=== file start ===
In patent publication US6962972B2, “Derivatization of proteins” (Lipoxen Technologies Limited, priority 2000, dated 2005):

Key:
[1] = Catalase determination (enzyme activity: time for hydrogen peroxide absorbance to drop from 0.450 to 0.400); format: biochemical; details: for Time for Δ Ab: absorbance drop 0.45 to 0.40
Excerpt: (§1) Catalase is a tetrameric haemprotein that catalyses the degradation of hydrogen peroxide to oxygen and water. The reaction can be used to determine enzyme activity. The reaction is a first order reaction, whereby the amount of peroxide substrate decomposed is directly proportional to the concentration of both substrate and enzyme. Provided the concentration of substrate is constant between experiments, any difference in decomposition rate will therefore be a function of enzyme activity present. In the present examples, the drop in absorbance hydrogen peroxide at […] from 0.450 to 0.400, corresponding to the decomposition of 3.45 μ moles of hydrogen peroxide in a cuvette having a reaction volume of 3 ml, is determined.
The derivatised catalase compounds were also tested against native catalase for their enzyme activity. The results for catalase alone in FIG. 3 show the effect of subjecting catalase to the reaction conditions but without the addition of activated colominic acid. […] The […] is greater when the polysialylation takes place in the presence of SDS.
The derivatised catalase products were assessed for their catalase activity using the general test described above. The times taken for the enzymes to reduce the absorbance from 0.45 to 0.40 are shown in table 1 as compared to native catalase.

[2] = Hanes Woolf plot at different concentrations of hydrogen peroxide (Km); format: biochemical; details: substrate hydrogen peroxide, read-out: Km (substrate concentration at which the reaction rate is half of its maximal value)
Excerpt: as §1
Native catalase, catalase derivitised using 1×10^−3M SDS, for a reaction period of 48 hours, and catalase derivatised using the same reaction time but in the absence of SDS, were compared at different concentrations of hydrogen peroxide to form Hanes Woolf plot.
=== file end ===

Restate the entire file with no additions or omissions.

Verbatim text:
In patent publication US6962972B2, “Derivatization of proteins” (Lipoxen Technologies Limited, priority 2000, dated 2005):

Key:
[1] = Catalase determination (enzyme activity: time for hydrogen peroxide absorbance to drop from 0.450 to 0.400); format: biochemical; details: for Time for Δ Ab: absorbance drop 0.45 to 0.40
Excerpt: (§1) Catalase is a tetrameric haemprotein that catalyses the degradation of hydrogen peroxide to oxygen and water. The reaction can be used to determine enzyme activity. The reaction is a first order reaction, whereby the amount of peroxide substrate decomposed is directly proportional to the concentration of both substrate and enzyme. Provided the concentration of substrate is constant between experiments, any difference in decomposition rate will therefore be a function of enzyme activity present. In the present examples, the drop in absorbance hydrogen peroxide at […] from 0.450 to 0.400, corresponding to the decomposition of 3.45 μ moles of hydrogen peroxide in a cuvette having a reaction volume of 3 ml, is determined.
The derivatised catalase compounds were also tested against native catalase for their enzyme activity. The results for catalase alone in FIG. 3 show the effect of subjecting catalase to the reaction conditions but without the addition of activated colominic acid. […] The […] is greater when the polysialylation takes place in the presence of SDS.
The derivatised catalase products were assessed for their catalase activity using the general test described above. The times taken for the enzymes to reduce the absorbance from 0.45 to 0.40 are shown in table 1 as compared to native catalase.

[2] = Hanes Woolf plot at different concentrations of hydrogen peroxide (Km); format: biochemical; details: substrate hydrogen peroxide, read-out: Km (substrate concentration at which the reaction rate is half of its maximal value)
Excerpt: as §1
Native catalase, catalase derivitised using 1×10^−3M SDS, for a reaction period of 48 hours, and catalase derivatised using the same reaction time but in the absence of SDS, were compared at different concentrations of hydrogen peroxide to form Hanes Woolf plot.